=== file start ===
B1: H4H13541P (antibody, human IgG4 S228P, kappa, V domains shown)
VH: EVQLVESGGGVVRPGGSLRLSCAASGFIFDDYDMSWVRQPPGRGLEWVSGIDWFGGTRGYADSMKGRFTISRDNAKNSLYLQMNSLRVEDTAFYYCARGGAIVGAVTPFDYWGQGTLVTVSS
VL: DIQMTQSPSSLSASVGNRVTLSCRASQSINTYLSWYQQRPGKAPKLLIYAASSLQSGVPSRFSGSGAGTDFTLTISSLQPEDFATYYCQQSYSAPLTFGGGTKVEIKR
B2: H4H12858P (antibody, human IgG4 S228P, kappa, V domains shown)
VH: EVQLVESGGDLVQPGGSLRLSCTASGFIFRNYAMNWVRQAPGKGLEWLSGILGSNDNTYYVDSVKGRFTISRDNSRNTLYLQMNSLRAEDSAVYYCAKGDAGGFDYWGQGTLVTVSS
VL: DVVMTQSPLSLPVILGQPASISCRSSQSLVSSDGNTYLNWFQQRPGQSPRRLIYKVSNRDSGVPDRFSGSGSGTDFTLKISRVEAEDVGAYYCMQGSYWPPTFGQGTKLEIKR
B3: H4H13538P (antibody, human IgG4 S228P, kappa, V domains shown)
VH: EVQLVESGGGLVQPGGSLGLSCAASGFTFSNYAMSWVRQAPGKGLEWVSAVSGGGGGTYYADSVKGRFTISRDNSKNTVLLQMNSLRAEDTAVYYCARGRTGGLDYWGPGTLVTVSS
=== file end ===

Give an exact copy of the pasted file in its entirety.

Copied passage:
B1: H4H13541P (antibody, human IgG4 S228P, kappa, V domains shown)
VH: EVQLVESGGGVVRPGGSLRLSCAASGFIFDDYDMSWVRQPPGRGLEWVSGIDWFGGTRGYADSMKGRFTISRDNAKNSLYLQMNSLRVEDTAFYYCARGGAIVGAVTPFDYWGQGTLVTVSS
VL: DIQMTQSPSSLSASVGNRVTLSCRASQSINTYLSWYQQRPGKAPKLLIYAASSLQSGVPSRFSGSGAGTDFTLTISSLQPEDFATYYCQQSYSAPLTFGGGTKVEIKR
B2: H4H12858P (antibody, human IgG4 S228P, kappa, V domains shown)
VH: EVQLVESGGDLVQPGGSLRLSCTASGFIFRNYAMNWVRQAPGKGLEWLSGILGSNDNTYYVDSVKGRFTISRDNSRNTLYLQMNSLRAEDSAVYYCAKGDAGGFDYWGQGTLVTVSS
VL: DVVMTQSPLSLPVILGQPASISCRSSQSLVSSDGNTYLNWFQQRPGQSPRRLIYKVSNRDSGVPDRFSGSGSGTDFTLKISRVEAEDVGAYYCMQGSYWPPTFGQGTKLEIKR
B3: H4H13538P (antibody, human IgG4 S228P, kappa, V domains shown)
VH: EVQLVESGGGLVQPGGSLGLSCAASGFTFSNYAMSWVRQAPGKGLEWVSAVSGGGGGTYYADSVKGRFTISRDNSKNTVLLQMNSLRAEDTAVYYCARGRTGGLDYWGPGTLVTVSS